Popular air pollution terms such as smog, ozone, and carbon dioxide are commonly mistaken as the main culprit for health concerns. Studies show that we spend up to 90% of our time indoors: sleeping, working, cooking, watching television – we even often work out and exercise at an indoor gym! It should come as no surprise that the indoor air quality is just as important, if not more, than the outdoor air quality we encounter on a day-to-day basis.
Poor indoor air quality has been tied to symptoms such as headaches, fatigue, trouble concentrating, and irritation of the eyes, nose, throat and lungs. These symptoms lead to a less productive employee or a restless night’s sleep. In addition to the common pollutants such as pollen and pet dander, hazardous indoor toxins include the following: formaldehyde, mold, radon, fire-retardants, volatile organic compound (VOCs), and lead (in house dust). These dangers can be introduced via a new mattress or furniture, carpet cleaners, or a coat of paint on the walls. In fact, these toxins exist in most homes, businesses, and public establishments.
Indoor Air Quality Helps Buildings Breathe
No different than a human being, a building needs to breathe. The air duct system in your home or office acts as the lungs of the structure. High levels of pollutants can cause an obstruction in the ventilation and effect the circulation of fresh air. To help your building breathe easier, we have put together a few tips for improving your indoor air quality:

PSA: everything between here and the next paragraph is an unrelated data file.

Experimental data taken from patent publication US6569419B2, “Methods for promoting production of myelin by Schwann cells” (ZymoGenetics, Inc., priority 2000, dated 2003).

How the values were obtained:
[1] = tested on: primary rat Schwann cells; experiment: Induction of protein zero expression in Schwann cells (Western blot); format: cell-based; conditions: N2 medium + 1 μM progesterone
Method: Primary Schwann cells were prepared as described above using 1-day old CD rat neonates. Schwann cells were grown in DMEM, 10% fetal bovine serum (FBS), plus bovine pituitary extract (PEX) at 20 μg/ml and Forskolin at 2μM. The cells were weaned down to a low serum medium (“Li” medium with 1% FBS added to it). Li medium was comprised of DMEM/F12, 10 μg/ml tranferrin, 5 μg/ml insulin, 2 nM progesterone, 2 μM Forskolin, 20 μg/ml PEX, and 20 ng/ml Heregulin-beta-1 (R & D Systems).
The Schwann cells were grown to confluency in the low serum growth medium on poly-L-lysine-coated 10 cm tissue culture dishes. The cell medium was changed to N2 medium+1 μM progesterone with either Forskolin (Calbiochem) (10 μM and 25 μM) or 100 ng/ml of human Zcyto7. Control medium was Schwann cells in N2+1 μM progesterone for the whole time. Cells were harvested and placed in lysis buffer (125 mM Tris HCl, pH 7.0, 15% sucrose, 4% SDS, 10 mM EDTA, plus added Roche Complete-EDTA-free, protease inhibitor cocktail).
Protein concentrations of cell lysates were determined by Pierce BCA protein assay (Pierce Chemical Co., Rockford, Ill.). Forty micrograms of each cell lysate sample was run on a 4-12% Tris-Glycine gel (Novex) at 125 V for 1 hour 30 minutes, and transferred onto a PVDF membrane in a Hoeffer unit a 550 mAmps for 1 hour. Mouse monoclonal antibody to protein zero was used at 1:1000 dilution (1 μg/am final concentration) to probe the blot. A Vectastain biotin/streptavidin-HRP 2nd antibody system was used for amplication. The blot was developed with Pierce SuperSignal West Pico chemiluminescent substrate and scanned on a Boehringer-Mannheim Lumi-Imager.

How to Improve Your Indoor Air Quality
1. Make your building a no-smoking zone. “Probably the single most important aspect of indoor air pollution is secondhand cigarette smoke,” says Philip Landrigan, MD, a pediatrician and director of the Children’s Environmental Health Center at Mount Sinai School of Medicine in New York City. Cigarette smoke contains more than 4,000 chemicals. Make sure people refrain from smoking at least 20 feet away from all entrances; otherwise the toxins can still be carried within the building.
2. Maintain clean floors. Using a vacuum cleaner that has a HEPA filter ensures that dust and dirt will be captured before entering the air. Use floor mats at doors to reduce the amount of pollutants people track in from their shoes. Stay away from cleaning products with a lemony or piney scent – synthetic products and air fresheners emit dozens of hazardous chemicals into the air!
3. Keep an eye on humidity levels. Key humidity levels for inside a building should be around 30-50%. A dehumidifier and air conditioning can help you maintain a healthy humidity amount indoors. If the levels elevate, you could run into a moisture issue that can lead to mold growth. For hassle-free mold remediation, contact our parent company, Alliance Environmental Group, Inc.
4. Test your indoor air for radon. Radon is an invisible gas that causes lung cancer. Exposure to radon is the leading cause of lung cancer in the United States, after smoking. It can be emitted from the ground, cracks in walls, basement floors, and other openings. Radon comes from rock and soil and is often found outdoors, but if it becomes trapped in a building, it can build up to hazardous concentrations.
5. Get the air ducts cleaned. As mentioned previously, the air ducts in a building are equivalent to lungs… and every building needs to be able to breathe in order to circulate fresh air to the indoor habitants. The common and hazardous pollutants can build up over time in the ducting system, but many people overlook an air duct cleaning service because you cannot see inside the ducts without investigating. By inviting a professional, accredited air duct cleaning company into your building, you can significantly improve your indoor air quality. Call Airtek Indoor Air Solutions at 1-877-858-6213 for a free quote on air duct cleaning.
The right ventilation and proper building care can prevent and fix indoor air quality problems. With these tips, your building should be on its way to providing cleaner, healthier indoor air to you and your employees or loved ones.